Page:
One firm is giving women ‘more time’

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McCullough Robertson is helping women juggle their busy lives with the introduction of a concierge.
The service, available to women working on a demanding project for a fixed period, will assist women in managing various domestic duties.

“The concept is to give back time so what the concierges will do is provide assistance to do anything,” the firm’s HR director Louise Ferris told Australasian Lawyer.

Still in the trial phase, concierges have coordinated insurance claims and helped to plan a first birthday party.

“A big part of the problem is the perception among women that working sustainably at partner level is impossible,” she said.

“By helping our senior women manage the pressures associated with peak periods, we are creating positive role models for junior women.”

Ferris said the program is a key retention strategy and will help to stop younger women self-selecting.  Helping senior women to manage the busy peaks makes careers for women in the law much more sustainable.

“We’ll respond when life responds,” she said.

 “We are showing them first hand that, with the right support, working successfully and sustainably at the very top is an achievable goal.”

In just four months, Ferris said the pilot program has been an immense success.

“I am getting feedback from people saying, ‘this is making a difference’,” she said.
  • Bridget on 18/09/2016 8:05:13 PM

    I think this is a brilliant initiative. At the end of the day, the world (not just law firms) places pressures on women, this is a program that benefits the firm, its good business sense. Not all jobs are for everyone and if you don't want partnership, don't take the pay day, it's about sacrifice, and choices. Perhaps a woman gives up having children for her career and no one thinks, maybe she feels margainalised because of her choice by her peers, society and her family for not having a child. It's not only women who don't achieve partnership who can feel resentment for the state of affairs- being a woman is about choice.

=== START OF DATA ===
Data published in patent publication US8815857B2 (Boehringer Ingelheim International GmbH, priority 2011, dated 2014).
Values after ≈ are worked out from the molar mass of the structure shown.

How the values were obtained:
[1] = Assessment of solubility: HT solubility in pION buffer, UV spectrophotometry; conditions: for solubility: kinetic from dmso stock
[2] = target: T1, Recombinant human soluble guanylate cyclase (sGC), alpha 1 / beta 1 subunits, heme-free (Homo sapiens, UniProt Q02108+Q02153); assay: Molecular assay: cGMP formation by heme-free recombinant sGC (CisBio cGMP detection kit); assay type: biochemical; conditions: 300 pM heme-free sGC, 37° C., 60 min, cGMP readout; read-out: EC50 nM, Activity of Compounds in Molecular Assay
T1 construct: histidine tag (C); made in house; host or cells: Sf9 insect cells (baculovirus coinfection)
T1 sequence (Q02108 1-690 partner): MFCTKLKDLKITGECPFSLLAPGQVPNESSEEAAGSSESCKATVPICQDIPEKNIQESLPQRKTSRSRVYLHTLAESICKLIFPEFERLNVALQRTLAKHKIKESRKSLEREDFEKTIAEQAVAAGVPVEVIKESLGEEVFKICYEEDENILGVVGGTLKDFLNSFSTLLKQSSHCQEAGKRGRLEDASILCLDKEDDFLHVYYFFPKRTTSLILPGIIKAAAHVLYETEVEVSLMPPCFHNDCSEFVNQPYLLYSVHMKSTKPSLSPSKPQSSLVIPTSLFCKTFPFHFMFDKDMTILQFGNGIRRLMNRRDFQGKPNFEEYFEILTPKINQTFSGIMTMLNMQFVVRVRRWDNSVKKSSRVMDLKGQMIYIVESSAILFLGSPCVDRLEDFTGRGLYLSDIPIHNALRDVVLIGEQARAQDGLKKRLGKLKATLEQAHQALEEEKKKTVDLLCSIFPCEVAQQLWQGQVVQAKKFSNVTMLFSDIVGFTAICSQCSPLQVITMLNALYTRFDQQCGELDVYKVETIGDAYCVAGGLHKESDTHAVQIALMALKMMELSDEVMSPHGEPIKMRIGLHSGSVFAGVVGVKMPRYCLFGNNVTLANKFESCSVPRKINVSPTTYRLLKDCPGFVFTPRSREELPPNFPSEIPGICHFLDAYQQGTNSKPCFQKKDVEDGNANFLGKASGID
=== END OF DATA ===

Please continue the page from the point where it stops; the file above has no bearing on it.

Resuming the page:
• Enough judging! on 17/09/2016 5:32:13 PM

    Disappointing comment that it's "sad" a working mother outsourced birthday party planning. I would much prefer to spend time sitting on the floor zooming matchbox cars around with my son, or playing balloon tennis or colouring in with my son, than organising 24 mini bottles of water, chopping up for a fruit platter and making sure the custom made cupcake order will be ready as ordered. But that's not the issue. The comment above is a classic case of women judging each other. On one side, the barely hidden suggestion that working mothers are selfish or don't really love their children or are negligent parents; on the other side, the hints that stay at home mothers didn't have a career worth keeping, are lazy and unambitious or just lucky enough to have a high-earning husband whose salary doesn't need to be supplemented by the meagre contribution of which the wife is capable. Instead, think about the working mother who dreams of being able to fulfill her child's dreams of studying/training anywhere in the world or the stay at home mother who gave up a high salary to be present for her child in a way she felt she missed as a child. Women should be kind to one another, and realistic enough to know there are selfish people of all stripes, stay at home mothers and working mothers included. There are lazy people of all stripes. Congrats to McCullough Robertson for this innovative idea that recognises most women are still mainly responsible for domestic matters, and are finding a way to keep their best and brightest in their business. Well done!

  • Michelle on 15/09/2016 10:13:41 AM

    Why not have this initiative aimed at assisting all senior team members with managing domestic labour, instead of directing it solely at women and reinforcing the stereotype that this is 'women's work'. We can do better.

  • Mel on 12/09/2016 3:19:15 PM

    While I'm sure that people who have access to this concierge function are grateful for it, this article only highlights the issues for women who want to be active caregivers. Most mothers of a one year old I know (especially where it is their first child), have wanted to be involved in the preparations for their one year old's birthday party. Additionally, many have wanted to spend at least the first year at home with their babies. The fact that one of your partners with a one year old outsourced arrangement for her one year old's birthday party makes me sad. This example would not make me not self-select not to pursue partnership. There needs to be a more comprehensive review of what working in private practice means for all people with families, whether male or female.

  • Linda on 12/09/2016 1:29:33 PM

    Whilst I think this is a great initiative, why are that the domestic duties still considered to be part of the woman's role? Annabel Crabb discusses this point in her book "The Wife Drought".

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